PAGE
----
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RE: Status of RTF format?

From: Charles McCathieNevile <charles@w3.org>
Date: Mon, 24 Jul 2000 02:14:45 -0400 (EDT)
To: A.Flavell@physics.gla.ac.uk
cc: Bruce Bailey <bbailey@clark.net>, WAI Guidelines List <w3c-wai-gl@w3.org>
Message-ID: <Pine.LNX.4.20.0007240210220.18962-100000@tux.w3.org>
On Fri, 21 Jul 2000, Alan J. Flavell wrote:
[snip]
  And such documents can be saved as RTF, and converted by various
  RTF-to-HTML conversion tools (provided of course that the tools are
  properly attuned to creating proper structured content, rather than
  the pseudo-WYSIWYG garbage that gets extruded by some software).
CMN  
I used to use a tool called rtf2html for the Mac, which did a pretty good job
of this.

AF  
  If I had my way in configuring Word, I'd put the styles as buttons on
  the main menu, and hide the direct-formatting buttons away in some
  obscure Advanced-users section.
  
  While it's true that the names of the styles are not formalised in the
  way that HTML is, nevertheless you get a starting set in the standard
  templates that come with Word (Heading 1, Heading 2, List Bullet, Body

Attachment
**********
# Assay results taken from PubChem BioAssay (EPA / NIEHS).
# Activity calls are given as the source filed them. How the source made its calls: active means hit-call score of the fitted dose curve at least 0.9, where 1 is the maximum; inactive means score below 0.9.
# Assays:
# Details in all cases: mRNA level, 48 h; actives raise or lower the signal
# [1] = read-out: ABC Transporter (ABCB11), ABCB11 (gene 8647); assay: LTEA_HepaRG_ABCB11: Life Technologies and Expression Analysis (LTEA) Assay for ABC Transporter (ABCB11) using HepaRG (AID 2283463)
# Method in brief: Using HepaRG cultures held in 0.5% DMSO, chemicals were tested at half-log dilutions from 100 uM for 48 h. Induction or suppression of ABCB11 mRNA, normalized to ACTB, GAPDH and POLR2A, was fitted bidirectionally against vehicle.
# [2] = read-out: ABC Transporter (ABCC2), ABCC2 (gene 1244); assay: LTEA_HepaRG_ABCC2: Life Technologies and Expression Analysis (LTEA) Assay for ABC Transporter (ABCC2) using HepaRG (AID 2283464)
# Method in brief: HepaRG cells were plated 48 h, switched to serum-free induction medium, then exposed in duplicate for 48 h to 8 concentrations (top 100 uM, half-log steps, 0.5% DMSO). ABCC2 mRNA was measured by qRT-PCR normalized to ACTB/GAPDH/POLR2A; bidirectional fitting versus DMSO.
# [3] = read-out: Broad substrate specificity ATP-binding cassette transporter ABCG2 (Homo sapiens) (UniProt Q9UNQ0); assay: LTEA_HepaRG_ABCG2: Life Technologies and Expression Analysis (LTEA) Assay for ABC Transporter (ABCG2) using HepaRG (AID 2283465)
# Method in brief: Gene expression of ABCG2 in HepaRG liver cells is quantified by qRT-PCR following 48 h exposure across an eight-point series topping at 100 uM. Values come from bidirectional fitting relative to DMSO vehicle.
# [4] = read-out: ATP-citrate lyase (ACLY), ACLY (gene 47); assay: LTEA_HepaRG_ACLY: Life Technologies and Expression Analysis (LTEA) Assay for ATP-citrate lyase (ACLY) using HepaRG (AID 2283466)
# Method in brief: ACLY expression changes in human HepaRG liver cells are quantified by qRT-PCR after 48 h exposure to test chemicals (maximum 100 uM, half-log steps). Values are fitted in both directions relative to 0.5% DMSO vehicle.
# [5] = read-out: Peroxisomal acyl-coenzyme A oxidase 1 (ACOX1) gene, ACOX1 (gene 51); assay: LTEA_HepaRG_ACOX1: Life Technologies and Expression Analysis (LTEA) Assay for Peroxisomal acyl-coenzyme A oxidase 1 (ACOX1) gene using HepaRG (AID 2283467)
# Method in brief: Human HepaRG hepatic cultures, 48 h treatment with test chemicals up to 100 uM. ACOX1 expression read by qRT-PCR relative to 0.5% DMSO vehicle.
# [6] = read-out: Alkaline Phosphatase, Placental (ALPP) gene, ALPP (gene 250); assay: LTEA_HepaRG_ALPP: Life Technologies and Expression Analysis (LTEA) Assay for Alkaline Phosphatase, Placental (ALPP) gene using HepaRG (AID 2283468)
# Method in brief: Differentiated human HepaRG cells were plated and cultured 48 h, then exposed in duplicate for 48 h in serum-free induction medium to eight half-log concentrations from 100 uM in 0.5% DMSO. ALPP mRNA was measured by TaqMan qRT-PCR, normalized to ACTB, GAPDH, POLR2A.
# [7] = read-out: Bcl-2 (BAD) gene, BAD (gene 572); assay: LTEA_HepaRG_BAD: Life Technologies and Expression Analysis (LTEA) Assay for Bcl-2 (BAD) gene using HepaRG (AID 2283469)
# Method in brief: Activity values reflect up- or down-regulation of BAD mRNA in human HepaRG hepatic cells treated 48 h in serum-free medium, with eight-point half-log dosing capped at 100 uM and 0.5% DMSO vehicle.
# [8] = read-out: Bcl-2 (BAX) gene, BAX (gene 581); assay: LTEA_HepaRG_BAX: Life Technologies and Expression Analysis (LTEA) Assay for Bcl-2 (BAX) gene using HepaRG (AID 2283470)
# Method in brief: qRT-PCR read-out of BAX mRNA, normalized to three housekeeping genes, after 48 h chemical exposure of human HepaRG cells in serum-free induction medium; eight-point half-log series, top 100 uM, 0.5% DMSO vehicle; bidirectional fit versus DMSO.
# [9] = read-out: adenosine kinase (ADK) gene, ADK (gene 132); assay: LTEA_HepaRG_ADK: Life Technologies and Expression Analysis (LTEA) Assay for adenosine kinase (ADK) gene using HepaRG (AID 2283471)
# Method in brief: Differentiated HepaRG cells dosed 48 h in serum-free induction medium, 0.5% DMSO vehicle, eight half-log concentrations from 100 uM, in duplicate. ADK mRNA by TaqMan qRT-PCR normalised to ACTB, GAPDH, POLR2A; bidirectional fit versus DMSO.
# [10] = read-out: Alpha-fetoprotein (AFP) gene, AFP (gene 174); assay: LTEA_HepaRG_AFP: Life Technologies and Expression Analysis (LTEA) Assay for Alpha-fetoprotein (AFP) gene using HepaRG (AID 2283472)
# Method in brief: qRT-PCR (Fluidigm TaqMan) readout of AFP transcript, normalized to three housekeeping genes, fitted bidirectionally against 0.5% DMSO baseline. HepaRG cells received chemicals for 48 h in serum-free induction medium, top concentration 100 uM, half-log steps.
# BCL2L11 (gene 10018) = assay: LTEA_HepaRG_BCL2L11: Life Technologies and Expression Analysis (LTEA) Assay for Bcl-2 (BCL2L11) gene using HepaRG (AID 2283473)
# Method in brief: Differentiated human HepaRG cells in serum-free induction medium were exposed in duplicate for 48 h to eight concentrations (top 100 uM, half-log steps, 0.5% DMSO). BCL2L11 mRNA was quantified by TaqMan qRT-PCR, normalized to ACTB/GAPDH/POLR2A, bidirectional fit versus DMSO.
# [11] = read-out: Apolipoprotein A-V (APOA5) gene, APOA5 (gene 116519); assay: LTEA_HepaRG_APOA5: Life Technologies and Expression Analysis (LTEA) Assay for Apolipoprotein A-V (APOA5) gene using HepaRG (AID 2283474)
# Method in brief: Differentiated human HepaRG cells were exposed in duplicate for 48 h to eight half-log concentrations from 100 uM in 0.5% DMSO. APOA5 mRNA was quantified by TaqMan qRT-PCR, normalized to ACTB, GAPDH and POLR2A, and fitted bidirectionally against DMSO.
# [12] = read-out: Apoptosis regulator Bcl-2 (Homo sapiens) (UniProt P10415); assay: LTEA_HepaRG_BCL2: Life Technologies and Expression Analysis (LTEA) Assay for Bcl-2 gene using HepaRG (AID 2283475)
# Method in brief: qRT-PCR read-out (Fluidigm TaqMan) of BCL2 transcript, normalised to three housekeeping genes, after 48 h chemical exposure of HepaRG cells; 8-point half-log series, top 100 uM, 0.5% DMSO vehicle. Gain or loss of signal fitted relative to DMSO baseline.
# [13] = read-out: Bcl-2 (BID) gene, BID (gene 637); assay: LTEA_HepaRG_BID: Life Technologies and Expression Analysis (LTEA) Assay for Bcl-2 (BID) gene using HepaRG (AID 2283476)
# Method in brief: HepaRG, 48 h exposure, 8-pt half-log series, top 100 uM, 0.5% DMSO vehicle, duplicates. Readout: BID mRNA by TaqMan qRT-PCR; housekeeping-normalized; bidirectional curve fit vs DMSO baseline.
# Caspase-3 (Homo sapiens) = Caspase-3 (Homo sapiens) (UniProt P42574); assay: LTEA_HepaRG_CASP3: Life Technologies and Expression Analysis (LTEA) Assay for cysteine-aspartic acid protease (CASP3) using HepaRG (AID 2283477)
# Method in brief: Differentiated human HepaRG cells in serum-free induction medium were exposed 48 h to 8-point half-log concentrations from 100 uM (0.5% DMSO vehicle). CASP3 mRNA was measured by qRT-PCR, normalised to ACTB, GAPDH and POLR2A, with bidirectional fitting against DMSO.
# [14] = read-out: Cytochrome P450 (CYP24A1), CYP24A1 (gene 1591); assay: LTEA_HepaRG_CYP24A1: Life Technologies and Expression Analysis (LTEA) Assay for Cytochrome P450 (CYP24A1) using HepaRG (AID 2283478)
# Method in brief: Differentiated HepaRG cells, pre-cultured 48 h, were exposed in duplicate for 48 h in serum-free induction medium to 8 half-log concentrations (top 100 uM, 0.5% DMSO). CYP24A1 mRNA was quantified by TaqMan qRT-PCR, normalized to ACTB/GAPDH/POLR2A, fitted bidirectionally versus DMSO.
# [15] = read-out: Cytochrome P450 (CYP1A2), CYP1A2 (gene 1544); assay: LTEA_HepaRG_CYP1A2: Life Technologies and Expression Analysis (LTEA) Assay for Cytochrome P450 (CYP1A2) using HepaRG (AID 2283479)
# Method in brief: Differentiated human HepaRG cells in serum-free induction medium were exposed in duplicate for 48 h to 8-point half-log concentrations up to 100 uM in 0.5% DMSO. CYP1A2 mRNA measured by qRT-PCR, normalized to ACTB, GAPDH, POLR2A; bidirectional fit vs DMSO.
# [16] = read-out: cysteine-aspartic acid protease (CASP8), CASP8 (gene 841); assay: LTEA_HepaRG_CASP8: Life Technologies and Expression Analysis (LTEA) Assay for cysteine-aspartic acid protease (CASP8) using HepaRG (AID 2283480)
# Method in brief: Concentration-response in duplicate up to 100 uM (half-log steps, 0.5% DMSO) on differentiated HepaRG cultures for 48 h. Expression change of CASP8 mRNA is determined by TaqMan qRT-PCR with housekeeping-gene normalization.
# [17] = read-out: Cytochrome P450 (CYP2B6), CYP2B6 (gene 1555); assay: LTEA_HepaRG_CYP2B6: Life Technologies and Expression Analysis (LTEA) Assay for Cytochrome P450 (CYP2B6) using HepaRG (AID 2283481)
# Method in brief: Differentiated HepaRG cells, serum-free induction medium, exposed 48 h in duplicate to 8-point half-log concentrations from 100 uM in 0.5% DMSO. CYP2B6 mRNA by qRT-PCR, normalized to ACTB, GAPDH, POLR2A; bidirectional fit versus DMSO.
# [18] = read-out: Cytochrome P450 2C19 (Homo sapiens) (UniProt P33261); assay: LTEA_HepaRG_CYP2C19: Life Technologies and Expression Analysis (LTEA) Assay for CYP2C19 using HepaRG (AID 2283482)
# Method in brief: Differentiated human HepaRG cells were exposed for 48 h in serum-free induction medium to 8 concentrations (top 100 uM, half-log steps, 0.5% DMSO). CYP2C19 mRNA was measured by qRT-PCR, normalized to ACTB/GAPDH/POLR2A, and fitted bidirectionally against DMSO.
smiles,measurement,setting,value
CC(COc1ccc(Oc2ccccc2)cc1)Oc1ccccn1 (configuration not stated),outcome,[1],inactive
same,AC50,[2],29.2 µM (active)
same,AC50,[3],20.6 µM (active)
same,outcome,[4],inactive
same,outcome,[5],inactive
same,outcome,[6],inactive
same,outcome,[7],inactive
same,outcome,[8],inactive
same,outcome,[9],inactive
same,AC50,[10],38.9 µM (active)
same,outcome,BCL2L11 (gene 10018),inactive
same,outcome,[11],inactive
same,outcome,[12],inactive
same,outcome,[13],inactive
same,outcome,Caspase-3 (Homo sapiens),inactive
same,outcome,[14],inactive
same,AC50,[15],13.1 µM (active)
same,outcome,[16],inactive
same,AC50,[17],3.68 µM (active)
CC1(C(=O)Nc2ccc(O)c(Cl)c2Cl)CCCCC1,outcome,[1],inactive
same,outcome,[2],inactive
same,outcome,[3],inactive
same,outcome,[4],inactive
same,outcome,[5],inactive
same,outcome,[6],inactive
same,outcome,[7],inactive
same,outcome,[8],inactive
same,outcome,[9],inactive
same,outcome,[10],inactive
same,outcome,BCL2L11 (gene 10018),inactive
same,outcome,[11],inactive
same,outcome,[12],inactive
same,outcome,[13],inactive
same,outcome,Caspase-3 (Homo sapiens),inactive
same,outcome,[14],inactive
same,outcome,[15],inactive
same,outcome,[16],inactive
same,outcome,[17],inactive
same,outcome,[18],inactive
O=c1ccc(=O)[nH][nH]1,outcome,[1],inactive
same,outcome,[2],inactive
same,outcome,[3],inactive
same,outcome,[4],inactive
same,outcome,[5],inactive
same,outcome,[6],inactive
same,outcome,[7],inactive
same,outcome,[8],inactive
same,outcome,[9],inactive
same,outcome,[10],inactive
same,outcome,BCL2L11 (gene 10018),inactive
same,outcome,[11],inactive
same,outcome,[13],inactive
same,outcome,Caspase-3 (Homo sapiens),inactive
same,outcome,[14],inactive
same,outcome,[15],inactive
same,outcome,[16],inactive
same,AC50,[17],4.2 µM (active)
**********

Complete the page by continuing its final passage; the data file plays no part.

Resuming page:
Text etc.), some of which map in obvious ways to HTML; or you could
  decide to use styles named directly for the HTML structural tags.
  
CMN
Agreed. One of the things that bugs me a bout word2k is that it in fact has
both systems built in - and if you don't use the web-specific ones, you get
output which is all graphically done - the lists (which in RTF are actual,
structured lists) are convereted to paragraphs which start with bullet
characters and so on. It would make much more sense to have the clean
conversion, and would mean HTML was more neatly round-tripped into Word,
enabling authors to use the various features Word provides to support
structured editing (such as mamking things that seem to be lists into
lists...)

AF  
  In the end it seems to me that it's pretty much the same problem in
  any language, since it's not the details of the language that you need
  to overcome: it's the preconceptions of the users, a large proportion
  of whom believe that the task is about putting 8pt Times Roman and
  appropriate areas of white space onto the page, rather than
  identifying the structure of their information content.  Once that
  major leap of abstract thought has been achieved, it can be put to
  work in any language.  Until it has been achieved, little progress
  seems to be possible (in any language).
CMN
Yep.  

cheers

Charles
Received on Monday, 24 July 2000 02:14:53 GMT

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